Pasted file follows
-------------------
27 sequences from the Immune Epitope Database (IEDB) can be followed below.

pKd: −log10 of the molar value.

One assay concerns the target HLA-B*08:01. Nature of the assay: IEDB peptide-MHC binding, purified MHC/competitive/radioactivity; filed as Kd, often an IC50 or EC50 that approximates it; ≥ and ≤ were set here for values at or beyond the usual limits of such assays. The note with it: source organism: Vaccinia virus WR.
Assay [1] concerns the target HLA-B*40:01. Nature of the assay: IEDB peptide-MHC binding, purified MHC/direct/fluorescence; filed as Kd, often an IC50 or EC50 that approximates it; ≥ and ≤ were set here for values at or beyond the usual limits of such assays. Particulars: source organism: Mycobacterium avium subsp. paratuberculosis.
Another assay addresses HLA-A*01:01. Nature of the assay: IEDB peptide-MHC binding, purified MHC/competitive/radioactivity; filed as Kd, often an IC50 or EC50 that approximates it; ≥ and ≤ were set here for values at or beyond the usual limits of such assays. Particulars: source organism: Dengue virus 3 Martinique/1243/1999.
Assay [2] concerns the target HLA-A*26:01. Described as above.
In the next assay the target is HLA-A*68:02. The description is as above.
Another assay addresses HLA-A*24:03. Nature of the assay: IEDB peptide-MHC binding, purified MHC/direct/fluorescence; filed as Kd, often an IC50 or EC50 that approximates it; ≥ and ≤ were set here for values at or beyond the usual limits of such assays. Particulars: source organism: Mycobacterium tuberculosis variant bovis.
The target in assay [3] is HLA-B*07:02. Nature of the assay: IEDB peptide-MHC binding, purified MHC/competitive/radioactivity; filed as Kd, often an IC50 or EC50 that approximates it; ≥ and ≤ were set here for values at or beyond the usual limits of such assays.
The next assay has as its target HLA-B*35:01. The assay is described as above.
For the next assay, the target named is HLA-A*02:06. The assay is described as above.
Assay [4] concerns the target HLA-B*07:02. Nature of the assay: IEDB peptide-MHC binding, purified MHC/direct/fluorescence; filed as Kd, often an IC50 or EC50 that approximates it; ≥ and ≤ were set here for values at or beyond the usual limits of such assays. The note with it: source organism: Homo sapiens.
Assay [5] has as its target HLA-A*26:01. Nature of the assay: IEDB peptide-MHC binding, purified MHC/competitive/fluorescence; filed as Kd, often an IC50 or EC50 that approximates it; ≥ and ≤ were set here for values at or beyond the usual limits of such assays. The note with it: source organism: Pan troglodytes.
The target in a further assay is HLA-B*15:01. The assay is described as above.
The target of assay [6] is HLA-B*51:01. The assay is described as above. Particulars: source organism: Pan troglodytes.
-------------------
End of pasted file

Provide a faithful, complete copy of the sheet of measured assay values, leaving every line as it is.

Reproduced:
27 sequences from the Immune Epitope Database (IEDB) can be followed below.

pKd: −log10 of the molar value.

One assay concerns the target HLA-B*08:01. Nature of the assay: IEDB peptide-MHC binding, purified MHC/competitive/radioactivity; filed as Kd, often an IC50 or EC50 that approximates it; ≥ and ≤ were set here for values at or beyond the usual limits of such assays. The note with it: source organism: Vaccinia virus WR.
Assay [1] concerns the target HLA-B*40:01. Nature of the assay: IEDB peptide-MHC binding, purified MHC/direct/fluorescence; filed as Kd, often an IC50 or EC50 that approximates it; ≥ and ≤ were set here for values at or beyond the usual limits of such assays. Particulars: source organism: Mycobacterium avium subsp. paratuberculosis.
Another assay addresses HLA-A*01:01. Nature of the assay: IEDB peptide-MHC binding, purified MHC/competitive/radioactivity; filed as Kd, often an IC50 or EC50 that approximates it; ≥ and ≤ were set here for values at or beyond the usual limits of such assays. Particulars: source organism: Dengue virus 3 Martinique/1243/1999.
Assay [2] concerns the target HLA-A*26:01. Described as above.
In the next assay the target is HLA-A*68:02. The description is as above.
Another assay addresses HLA-A*24:03. Nature of the assay: IEDB peptide-MHC binding, purified MHC/direct/fluorescence; filed as Kd, often an IC50 or EC50 that approximates it; ≥ and ≤ were set here for values at or beyond the usual limits of such assays. Particulars: source organism: Mycobacterium tuberculosis variant bovis.
The target in assay [3] is HLA-B*07:02. Nature of the assay: IEDB peptide-MHC binding, purified MHC/competitive/radioactivity; filed as Kd, often an IC50 or EC50 that approximates it; ≥ and ≤ were set here for values at or beyond the usual limits of such assays.
The next assay has as its target HLA-B*35:01. The assay is described as above.
For the next assay, the target named is HLA-A*02:06. The assay is described as above.
Assay [4] concerns the target HLA-B*07:02. Nature of the assay: IEDB peptide-MHC binding, purified MHC/direct/fluorescence; filed as Kd, often an IC50 or EC50 that approximates it; ≥ and ≤ were set here for values at or beyond the usual limits of such assays. The note with it: source organism: Homo sapiens.
Assay [5] has as its target HLA-A*26:01. Nature of the assay: IEDB peptide-MHC binding, purified MHC/competitive/fluorescence; filed as Kd, often an IC50 or EC50 that approximates it; ≥ and ≤ were set here for values at or beyond the usual limits of such assays. The note with it: source organism: Pan troglodytes.
The target in a further assay is HLA-B*15:01. The assay is described as above.
The target of assay [6] is HLA-B*51:01. The assay is described as above. Particulars: source organism: Pan troglodytes.